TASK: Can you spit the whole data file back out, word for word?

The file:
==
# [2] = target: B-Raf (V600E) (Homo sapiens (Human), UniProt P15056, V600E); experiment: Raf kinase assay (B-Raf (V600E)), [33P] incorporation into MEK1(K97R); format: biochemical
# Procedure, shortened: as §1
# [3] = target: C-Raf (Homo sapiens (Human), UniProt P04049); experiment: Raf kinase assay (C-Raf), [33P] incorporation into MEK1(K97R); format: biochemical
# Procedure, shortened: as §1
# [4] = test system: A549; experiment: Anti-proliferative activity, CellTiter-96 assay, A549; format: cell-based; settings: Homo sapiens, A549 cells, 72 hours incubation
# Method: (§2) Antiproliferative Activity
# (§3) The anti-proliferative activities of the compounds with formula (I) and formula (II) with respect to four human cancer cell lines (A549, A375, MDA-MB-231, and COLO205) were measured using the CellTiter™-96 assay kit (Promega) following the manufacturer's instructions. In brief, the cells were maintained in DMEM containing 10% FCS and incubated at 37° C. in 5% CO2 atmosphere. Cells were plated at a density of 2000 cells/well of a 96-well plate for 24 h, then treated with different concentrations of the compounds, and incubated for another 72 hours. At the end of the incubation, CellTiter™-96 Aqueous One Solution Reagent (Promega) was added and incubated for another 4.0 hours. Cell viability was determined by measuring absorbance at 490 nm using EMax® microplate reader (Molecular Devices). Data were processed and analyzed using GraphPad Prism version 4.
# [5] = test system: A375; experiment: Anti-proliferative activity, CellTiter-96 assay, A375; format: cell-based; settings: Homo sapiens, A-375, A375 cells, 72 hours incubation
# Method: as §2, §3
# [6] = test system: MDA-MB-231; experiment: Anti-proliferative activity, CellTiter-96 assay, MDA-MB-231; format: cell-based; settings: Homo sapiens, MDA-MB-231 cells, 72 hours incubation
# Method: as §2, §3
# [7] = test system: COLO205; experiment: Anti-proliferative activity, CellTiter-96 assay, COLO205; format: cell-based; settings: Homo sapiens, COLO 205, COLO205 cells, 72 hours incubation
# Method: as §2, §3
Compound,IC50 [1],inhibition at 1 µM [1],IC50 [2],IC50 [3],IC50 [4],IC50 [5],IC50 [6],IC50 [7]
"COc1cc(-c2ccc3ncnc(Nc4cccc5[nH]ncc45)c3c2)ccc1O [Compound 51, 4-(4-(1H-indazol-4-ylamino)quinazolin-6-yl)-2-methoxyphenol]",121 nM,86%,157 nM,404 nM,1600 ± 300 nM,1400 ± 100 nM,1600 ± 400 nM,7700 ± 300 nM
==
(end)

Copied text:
# [2] = target: B-Raf (V600E) (Homo sapiens (Human), UniProt P15056, V600E); experiment: Raf kinase assay (B-Raf (V600E)), [33P] incorporation into MEK1(K97R); format: biochemical
# Procedure, shortened: as §1
# [3] = target: C-Raf (Homo sapiens (Human), UniProt P04049); experiment: Raf kinase assay (C-Raf), [33P] incorporation into MEK1(K97R); format: biochemical
# Procedure, shortened: as §1
# [4] = test system: A549; experiment: Anti-proliferative activity, CellTiter-96 assay, A549; format: cell-based; settings: Homo sapiens, A549 cells, 72 hours incubation
# Method: (§2) Antiproliferative Activity
# (§3) The anti-proliferative activities of the compounds with formula (I) and formula (II) with respect to four human cancer cell lines (A549, A375, MDA-MB-231, and COLO205) were measured using the CellTiter™-96 assay kit (Promega) following the manufacturer's instructions. In brief, the cells were maintained in DMEM containing 10% FCS and incubated at 37° C. in 5% CO2 atmosphere. Cells were plated at a density of 2000 cells/well of a 96-well plate for 24 h, then treated with different concentrations of the compounds, and incubated for another 72 hours. At the end of the incubation, CellTiter™-96 Aqueous One Solution Reagent (Promega) was added and incubated for another 4.0 hours. Cell viability was determined by measuring absorbance at 490 nm using EMax® microplate reader (Molecular Devices). Data were processed and analyzed using GraphPad Prism version 4.
# [5] = test system: A375; experiment: Anti-proliferative activity, CellTiter-96 assay, A375; format: cell-based; settings: Homo sapiens, A-375, A375 cells, 72 hours incubation
# Method: as §2, §3
# [6] = test system: MDA-MB-231; experiment: Anti-proliferative activity, CellTiter-96 assay, MDA-MB-231; format: cell-based; settings: Homo sapiens, MDA-MB-231 cells, 72 hours incubation
# Method: as §2, §3
# [7] = test system: COLO205; experiment: Anti-proliferative activity, CellTiter-96 assay, COLO205; format: cell-based; settings: Homo sapiens, COLO 205, COLO205 cells, 72 hours incubation
# Method: as §2, §3
Compound,IC50 [1],inhibition at 1 µM [1],IC50 [2],IC50 [3],IC50 [4],IC50 [5],IC50 [6],IC50 [7]
"COc1cc(-c2ccc3ncnc(Nc4cccc5[nH]ncc45)c3c2)ccc1O [Compound 51, 4-(4-(1H-indazol-4-ylamino)quinazolin-6-yl)-2-methoxyphenol]",121 nM,86%,157 nM,404 nM,1600 ± 300 nM,1400 ± 100 nM,1600 ± 400 nM,7700 ± 300 nM